Why We Need Many Metrics to Answer the Same Two Questions
One of the things that has drawn my ire recently is the shouts from agencies, media buyers and advertisers that more ad spend would come into digital if there just weren’t so many metrics and tools for gathering analytics. I have news for them. The spend is coming and nothing will stop it. Digital is where the attention is. What can slow it down however is the creation of standardized measurements that don’t provide the kind of performance data needed to understand and optimize actions.
Trying the find one or two metrics that can be the “Digital Nielsen” is just plain stupid. Digital is not like other media. For starters it is user controlled. Also, it is far too fragmented a medium for standardization to be helpful in understanding results. There are and should be multiple metrics used to gauge success in digital. The key is not dumbing down the metric (and thus the value of it) but determining when and where to apply appropriate metrics to answer the same two questions -- how much did I spend and how much did I make?
Here’s a snapshot of five challenges in creating standardized metrics:
1. Success metrics need to be different for publishers and advertisers
2. Success metrics vary across display, search, social and site
3. Success metrics can and should vary by vertical
4. Success metrics need cross-media attribution
5. Success metrics within media vary based on the platform
This doesn’t even touch on the issue of discrepancies in data collection that seems to have fueled the whole idea of standardization in the first place.
Let’s take number 5 above and explore the issue of success measurement within the various Social Media platforms. What those calling for standardization don’t understand or want to ignore is that success on a site like Digg is not measured the same way as it is on Facebook or RSS or Blogging. Sure it would be nice for a CMO to look at one or two metrics to gauge how their Social Media spend is performing however this would be bad math, lazy marketing and not helpful data.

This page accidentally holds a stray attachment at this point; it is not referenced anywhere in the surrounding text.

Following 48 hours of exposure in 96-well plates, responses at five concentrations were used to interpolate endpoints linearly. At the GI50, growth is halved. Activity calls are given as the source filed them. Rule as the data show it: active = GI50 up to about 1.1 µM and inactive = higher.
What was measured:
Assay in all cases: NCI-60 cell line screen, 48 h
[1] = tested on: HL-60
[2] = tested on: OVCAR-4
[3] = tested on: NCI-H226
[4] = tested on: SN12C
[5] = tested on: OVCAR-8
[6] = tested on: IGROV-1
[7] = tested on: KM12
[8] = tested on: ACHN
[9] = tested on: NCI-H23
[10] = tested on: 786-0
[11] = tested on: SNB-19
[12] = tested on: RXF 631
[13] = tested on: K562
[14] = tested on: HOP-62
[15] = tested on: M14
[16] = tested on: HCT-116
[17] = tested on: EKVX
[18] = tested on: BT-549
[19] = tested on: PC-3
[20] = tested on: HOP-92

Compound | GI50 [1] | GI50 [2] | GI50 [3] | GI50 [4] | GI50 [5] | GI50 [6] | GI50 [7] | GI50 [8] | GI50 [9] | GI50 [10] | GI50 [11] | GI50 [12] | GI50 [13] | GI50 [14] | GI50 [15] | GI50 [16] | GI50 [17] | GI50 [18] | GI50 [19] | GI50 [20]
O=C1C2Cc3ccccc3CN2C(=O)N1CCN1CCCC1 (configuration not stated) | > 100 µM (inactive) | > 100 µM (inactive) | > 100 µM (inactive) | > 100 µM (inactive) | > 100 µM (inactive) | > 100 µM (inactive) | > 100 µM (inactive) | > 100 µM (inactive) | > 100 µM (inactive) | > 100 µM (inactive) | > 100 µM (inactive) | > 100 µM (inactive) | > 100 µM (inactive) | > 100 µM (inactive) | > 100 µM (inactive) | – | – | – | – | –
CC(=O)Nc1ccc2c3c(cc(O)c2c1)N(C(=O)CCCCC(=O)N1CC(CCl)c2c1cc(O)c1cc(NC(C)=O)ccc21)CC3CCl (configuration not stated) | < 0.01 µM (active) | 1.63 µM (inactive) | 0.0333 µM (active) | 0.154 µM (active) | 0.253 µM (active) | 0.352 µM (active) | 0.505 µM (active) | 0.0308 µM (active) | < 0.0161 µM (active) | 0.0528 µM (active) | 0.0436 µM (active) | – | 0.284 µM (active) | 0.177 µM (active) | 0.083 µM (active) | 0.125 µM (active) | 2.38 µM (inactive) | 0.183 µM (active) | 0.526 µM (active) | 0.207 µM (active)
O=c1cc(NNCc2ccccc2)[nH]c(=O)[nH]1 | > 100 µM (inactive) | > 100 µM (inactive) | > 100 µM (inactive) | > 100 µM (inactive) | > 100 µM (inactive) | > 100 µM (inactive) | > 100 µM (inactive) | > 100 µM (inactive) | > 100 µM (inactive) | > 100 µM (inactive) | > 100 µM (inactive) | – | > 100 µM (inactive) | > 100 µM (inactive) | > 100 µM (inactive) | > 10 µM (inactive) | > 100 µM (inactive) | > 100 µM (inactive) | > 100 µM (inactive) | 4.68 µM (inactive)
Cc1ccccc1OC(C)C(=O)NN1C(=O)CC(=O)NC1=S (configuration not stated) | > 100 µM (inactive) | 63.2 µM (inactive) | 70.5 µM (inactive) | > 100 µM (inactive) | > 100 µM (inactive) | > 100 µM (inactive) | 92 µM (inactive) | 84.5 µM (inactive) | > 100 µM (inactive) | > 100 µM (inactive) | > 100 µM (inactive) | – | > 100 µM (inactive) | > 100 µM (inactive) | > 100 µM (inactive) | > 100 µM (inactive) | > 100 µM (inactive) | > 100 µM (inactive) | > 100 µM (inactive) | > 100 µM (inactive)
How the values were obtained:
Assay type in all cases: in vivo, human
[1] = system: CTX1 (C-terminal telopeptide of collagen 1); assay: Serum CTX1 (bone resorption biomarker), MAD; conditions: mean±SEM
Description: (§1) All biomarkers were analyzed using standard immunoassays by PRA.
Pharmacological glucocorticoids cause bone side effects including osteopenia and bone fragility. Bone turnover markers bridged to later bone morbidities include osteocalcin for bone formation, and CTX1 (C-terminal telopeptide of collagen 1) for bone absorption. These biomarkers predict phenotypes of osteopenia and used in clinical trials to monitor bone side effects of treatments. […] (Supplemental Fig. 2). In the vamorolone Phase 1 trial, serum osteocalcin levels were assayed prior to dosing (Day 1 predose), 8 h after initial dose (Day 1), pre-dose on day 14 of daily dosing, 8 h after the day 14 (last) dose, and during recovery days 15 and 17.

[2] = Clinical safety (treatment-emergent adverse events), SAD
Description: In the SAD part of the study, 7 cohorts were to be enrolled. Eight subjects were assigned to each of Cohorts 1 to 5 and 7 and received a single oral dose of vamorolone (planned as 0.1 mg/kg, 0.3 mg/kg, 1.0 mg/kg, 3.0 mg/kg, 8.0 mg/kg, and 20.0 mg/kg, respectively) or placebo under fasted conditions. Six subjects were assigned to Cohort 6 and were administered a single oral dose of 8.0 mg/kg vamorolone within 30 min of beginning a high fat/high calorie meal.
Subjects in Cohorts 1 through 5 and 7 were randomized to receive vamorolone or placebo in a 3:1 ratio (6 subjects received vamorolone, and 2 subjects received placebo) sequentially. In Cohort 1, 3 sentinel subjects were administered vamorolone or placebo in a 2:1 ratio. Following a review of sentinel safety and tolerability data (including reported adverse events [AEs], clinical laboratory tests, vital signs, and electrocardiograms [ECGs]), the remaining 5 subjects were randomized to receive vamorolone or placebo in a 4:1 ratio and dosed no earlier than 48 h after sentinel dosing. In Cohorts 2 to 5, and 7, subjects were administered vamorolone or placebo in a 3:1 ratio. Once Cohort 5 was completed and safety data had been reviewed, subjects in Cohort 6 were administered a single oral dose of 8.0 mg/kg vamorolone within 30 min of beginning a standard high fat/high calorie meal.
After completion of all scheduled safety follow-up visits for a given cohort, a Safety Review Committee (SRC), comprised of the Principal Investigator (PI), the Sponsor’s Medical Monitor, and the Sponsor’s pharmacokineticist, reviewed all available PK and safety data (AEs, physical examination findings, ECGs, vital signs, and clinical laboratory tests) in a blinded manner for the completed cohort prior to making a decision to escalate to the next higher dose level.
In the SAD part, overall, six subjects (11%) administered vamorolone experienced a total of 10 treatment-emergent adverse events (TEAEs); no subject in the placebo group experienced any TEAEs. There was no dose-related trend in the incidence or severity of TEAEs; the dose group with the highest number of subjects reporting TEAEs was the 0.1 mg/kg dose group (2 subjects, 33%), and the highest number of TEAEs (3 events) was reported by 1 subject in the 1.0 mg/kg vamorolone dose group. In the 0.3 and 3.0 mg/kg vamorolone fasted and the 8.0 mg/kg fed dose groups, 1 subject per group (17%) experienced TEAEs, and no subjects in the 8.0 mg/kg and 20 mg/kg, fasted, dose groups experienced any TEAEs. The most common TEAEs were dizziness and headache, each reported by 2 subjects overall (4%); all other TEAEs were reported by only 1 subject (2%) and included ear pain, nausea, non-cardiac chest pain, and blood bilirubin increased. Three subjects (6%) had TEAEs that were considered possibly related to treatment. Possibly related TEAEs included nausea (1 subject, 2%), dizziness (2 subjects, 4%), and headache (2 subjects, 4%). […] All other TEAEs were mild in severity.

Speaking as someone that lives and breaths performance metrics and analytics everyday the last thing that we need as an industry is to have people that don’t get it lead this dialog especially with the emergence of newer media units like widgets and flash video that provide for interactions within ad units. Having the folks that make their dime off crap banners and made consumers blind to online display advertising determine ad success is like asking spammers to run the email business.
The growing field of analytic pros know how to measure, report and demonstrate success and are completely aligned with the interests of the advertiser's ROI. Thankfully, it seems the Web Analytics Association is getting a seat at the table with the IAB but I’m afraid they are talking to people that just don’t understand their language. Hopefully I’m wrong.
One of the leaders of the WAA is Avinash Kaushik. My recent exchange with him on the subject made it clear to me that the thoughts of many organizations and agencies on what is needed are already antiquated.
“My deepest hope is that the (new) definitions will partly, if not wholly, rely on some kind of outcome. Else my fear is this will become another "engagement" where people might not ever know what they are actually measuring and then in turn not know what action to take.”
Avinash hits the nail on the head. Measuring performance is all about telling us what actions we need to take to improve results. This level of “action” or “outcome” data is new to many advertisers and media buyers where spend and reach remain the primary drivers of success.
The game is not one of reach but of results. The audience pie is sliced into many many pieces, none of which have the reach of yesterdays media. The idea of taking baby steps and creating standards that don’t bring value or leverage the technology advances in optimization and analytics hurts everyone -- even those that do not understand the value being created by consumers for advertisers in this consumer controlled medium.